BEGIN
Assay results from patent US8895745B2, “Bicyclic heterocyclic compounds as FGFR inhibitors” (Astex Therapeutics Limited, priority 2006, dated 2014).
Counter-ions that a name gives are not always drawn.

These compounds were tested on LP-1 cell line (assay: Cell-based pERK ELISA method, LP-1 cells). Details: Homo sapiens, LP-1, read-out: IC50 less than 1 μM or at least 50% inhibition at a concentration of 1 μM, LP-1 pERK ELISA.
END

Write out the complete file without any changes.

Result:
Assay results from patent US8895745B2, “Bicyclic heterocyclic compounds as FGFR inhibitors” (Astex Therapeutics Limited, priority 2006, dated 2014).
Counter-ions that a name gives are not always drawn.

These compounds were tested on LP-1 cell line (assay: Cell-based pERK ELISA method, LP-1 cells). Details: Homo sapiens, LP-1, read-out: IC50 less than 1 μM or at least 50% inhibition at a concentration of 1 μM, LP-1 pERK ELISA.